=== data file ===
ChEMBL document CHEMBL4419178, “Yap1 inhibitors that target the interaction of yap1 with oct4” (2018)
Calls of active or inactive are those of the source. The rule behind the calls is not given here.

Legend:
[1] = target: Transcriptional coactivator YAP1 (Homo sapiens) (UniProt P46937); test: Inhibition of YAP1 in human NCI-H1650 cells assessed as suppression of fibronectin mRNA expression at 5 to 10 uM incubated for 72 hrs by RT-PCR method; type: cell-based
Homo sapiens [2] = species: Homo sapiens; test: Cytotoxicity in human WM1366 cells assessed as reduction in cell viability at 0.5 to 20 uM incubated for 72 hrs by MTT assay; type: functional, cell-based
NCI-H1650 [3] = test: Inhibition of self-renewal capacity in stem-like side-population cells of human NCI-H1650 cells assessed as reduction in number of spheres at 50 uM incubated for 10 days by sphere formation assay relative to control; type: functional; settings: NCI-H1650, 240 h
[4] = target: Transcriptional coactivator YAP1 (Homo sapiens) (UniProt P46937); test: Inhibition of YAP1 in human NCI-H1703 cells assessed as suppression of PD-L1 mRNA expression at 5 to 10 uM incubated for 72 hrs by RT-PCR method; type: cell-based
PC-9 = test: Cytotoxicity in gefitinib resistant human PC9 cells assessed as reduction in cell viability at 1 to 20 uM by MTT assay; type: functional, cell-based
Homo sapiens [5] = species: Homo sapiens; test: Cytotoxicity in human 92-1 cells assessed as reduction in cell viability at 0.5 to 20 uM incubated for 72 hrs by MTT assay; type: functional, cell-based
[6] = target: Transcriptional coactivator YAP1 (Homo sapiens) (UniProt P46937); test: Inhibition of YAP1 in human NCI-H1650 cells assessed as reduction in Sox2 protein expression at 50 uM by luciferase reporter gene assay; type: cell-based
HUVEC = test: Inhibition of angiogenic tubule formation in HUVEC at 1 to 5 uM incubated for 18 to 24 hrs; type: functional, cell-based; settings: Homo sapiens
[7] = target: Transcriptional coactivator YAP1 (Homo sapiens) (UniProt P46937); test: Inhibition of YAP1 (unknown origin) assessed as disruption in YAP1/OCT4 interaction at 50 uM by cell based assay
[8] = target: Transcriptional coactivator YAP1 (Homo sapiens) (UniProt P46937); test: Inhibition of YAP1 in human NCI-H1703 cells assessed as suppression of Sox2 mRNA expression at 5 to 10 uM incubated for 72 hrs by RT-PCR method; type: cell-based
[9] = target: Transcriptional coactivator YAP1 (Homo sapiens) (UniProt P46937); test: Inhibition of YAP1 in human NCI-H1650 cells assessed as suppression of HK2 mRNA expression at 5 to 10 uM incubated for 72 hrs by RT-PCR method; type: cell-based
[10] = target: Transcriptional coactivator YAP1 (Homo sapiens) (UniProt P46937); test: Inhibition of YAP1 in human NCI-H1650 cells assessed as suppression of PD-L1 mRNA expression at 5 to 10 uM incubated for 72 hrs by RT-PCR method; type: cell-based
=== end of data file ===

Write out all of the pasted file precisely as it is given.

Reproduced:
ChEMBL document CHEMBL4419178, “Yap1 inhibitors that target the interaction of yap1 with oct4” (2018)
Calls of active or inactive are those of the source. The rule behind the calls is not given here.

Legend:
[1] = target: Transcriptional coactivator YAP1 (Homo sapiens) (UniProt P46937); test: Inhibition of YAP1 in human NCI-H1650 cells assessed as suppression of fibronectin mRNA expression at 5 to 10 uM incubated for 72 hrs by RT-PCR method; type: cell-based
Homo sapiens [2] = species: Homo sapiens; test: Cytotoxicity in human WM1366 cells assessed as reduction in cell viability at 0.5 to 20 uM incubated for 72 hrs by MTT assay; type: functional, cell-based
NCI-H1650 [3] = test: Inhibition of self-renewal capacity in stem-like side-population cells of human NCI-H1650 cells assessed as reduction in number of spheres at 50 uM incubated for 10 days by sphere formation assay relative to control; type: functional; settings: NCI-H1650, 240 h
[4] = target: Transcriptional coactivator YAP1 (Homo sapiens) (UniProt P46937); test: Inhibition of YAP1 in human NCI-H1703 cells assessed as suppression of PD-L1 mRNA expression at 5 to 10 uM incubated for 72 hrs by RT-PCR method; type: cell-based
PC-9 = test: Cytotoxicity in gefitinib resistant human PC9 cells assessed as reduction in cell viability at 1 to 20 uM by MTT assay; type: functional, cell-based
Homo sapiens [5] = species: Homo sapiens; test: Cytotoxicity in human 92-1 cells assessed as reduction in cell viability at 0.5 to 20 uM incubated for 72 hrs by MTT assay; type: functional, cell-based
[6] = target: Transcriptional coactivator YAP1 (Homo sapiens) (UniProt P46937); test: Inhibition of YAP1 in human NCI-H1650 cells assessed as reduction in Sox2 protein expression at 50 uM by luciferase reporter gene assay; type: cell-based
HUVEC = test: Inhibition of angiogenic tubule formation in HUVEC at 1 to 5 uM incubated for 18 to 24 hrs; type: functional, cell-based; settings: Homo sapiens
[7] = target: Transcriptional coactivator YAP1 (Homo sapiens) (UniProt P46937); test: Inhibition of YAP1 (unknown origin) assessed as disruption in YAP1/OCT4 interaction at 50 uM by cell based assay
[8] = target: Transcriptional coactivator YAP1 (Homo sapiens) (UniProt P46937); test: Inhibition of YAP1 in human NCI-H1703 cells assessed as suppression of Sox2 mRNA expression at 5 to 10 uM incubated for 72 hrs by RT-PCR method; type: cell-based
[9] = target: Transcriptional coactivator YAP1 (Homo sapiens) (UniProt P46937); test: Inhibition of YAP1 in human NCI-H1650 cells assessed as suppression of HK2 mRNA expression at 5 to 10 uM incubated for 72 hrs by RT-PCR method; type: cell-based
[10] = target: Transcriptional coactivator YAP1 (Homo sapiens) (UniProt P46937); test: Inhibition of YAP1 in human NCI-H1650 cells assessed as suppression of PD-L1 mRNA expression at 5 to 10 uM incubated for 72 hrs by RT-PCR method; type: cell-based